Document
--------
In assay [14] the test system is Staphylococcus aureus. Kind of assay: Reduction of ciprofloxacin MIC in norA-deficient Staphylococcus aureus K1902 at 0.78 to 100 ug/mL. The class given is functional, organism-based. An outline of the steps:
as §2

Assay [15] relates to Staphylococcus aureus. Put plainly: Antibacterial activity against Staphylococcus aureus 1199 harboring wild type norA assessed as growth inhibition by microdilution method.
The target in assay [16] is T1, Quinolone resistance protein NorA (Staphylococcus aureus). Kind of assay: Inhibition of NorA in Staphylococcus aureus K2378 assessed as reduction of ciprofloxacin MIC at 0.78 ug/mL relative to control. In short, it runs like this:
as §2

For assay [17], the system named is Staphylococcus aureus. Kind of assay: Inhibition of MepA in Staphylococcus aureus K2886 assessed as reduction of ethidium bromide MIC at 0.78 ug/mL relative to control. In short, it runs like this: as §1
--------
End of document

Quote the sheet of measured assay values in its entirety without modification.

In assay [14] the test system is Staphylococcus aureus. Kind of assay: Reduction of ciprofloxacin MIC in norA-deficient Staphylococcus aureus K1902 at 0.78 to 100 ug/mL. The class given is functional, organism-based. An outline of the steps:
as §2

Assay [15] relates to Staphylococcus aureus. Put plainly: Antibacterial activity against Staphylococcus aureus 1199 harboring wild type norA assessed as growth inhibition by microdilution method.
The target in assay [16] is T1, Quinolone resistance protein NorA (Staphylococcus aureus). Kind of assay: Inhibition of NorA in Staphylococcus aureus K2378 assessed as reduction of ciprofloxacin MIC at 0.78 ug/mL relative to control. In short, it runs like this:
as §2

For assay [17], the system named is Staphylococcus aureus. Kind of assay: Inhibition of MepA in Staphylococcus aureus K2886 assessed as reduction of ethidium bromide MIC at 0.78 ug/mL relative to control. In short, it runs like this: as §1